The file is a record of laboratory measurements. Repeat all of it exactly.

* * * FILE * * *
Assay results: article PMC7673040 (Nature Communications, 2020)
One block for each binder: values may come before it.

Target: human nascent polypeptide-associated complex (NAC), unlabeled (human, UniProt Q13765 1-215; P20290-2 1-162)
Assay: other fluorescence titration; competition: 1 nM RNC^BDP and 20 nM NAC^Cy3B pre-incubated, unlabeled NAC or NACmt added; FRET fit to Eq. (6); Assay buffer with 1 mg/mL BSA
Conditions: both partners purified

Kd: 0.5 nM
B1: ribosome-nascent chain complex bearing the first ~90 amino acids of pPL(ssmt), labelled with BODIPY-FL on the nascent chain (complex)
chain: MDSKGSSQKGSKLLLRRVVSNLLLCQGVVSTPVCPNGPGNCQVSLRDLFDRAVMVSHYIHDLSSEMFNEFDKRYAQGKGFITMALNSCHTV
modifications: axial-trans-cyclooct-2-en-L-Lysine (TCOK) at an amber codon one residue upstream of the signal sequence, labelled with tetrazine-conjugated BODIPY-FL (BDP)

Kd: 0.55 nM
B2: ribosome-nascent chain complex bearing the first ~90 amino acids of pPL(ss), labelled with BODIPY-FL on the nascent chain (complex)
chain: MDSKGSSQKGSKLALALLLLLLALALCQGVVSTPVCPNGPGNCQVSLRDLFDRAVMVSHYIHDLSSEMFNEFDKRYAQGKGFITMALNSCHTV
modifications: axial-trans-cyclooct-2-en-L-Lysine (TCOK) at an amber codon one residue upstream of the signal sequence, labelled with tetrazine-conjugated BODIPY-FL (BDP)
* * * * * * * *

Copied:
Assay results: article PMC7673040 (Nature Communications, 2020)
One block for each binder: values may come before it.

Target: human nascent polypeptide-associated complex (NAC), unlabeled (human, UniProt Q13765 1-215; P20290-2 1-162)
Assay: other fluorescence titration; competition: 1 nM RNC^BDP and 20 nM NAC^Cy3B pre-incubated, unlabeled NAC or NACmt added; FRET fit to Eq. (6); Assay buffer with 1 mg/mL BSA
Conditions: both partners purified

Kd: 0.5 nM
B1: ribosome-nascent chain complex bearing the first ~90 amino acids of pPL(ssmt), labelled with BODIPY-FL on the nascent chain (complex)
chain: MDSKGSSQKGSKLLLRRVVSNLLLCQGVVSTPVCPNGPGNCQVSLRDLFDRAVMVSHYIHDLSSEMFNEFDKRYAQGKGFITMALNSCHTV
modifications: axial-trans-cyclooct-2-en-L-Lysine (TCOK) at an amber codon one residue upstream of the signal sequence, labelled with tetrazine-conjugated BODIPY-FL (BDP)

Kd: 0.55 nM
B2: ribosome-nascent chain complex bearing the first ~90 amino acids of pPL(ss), labelled with BODIPY-FL on the nascent chain (complex)
chain: MDSKGSSQKGSKLALALLLLLLALALCQGVVSTPVCPNGPGNCQVSLRDLFDRAVMVSHYIHDLSSEMFNEFDKRYAQGKGFITMALNSCHTV
modifications: axial-trans-cyclooct-2-en-L-Lysine (TCOK) at an amber codon one residue upstream of the signal sequence, labelled with tetrazine-conjugated BODIPY-FL (BDP)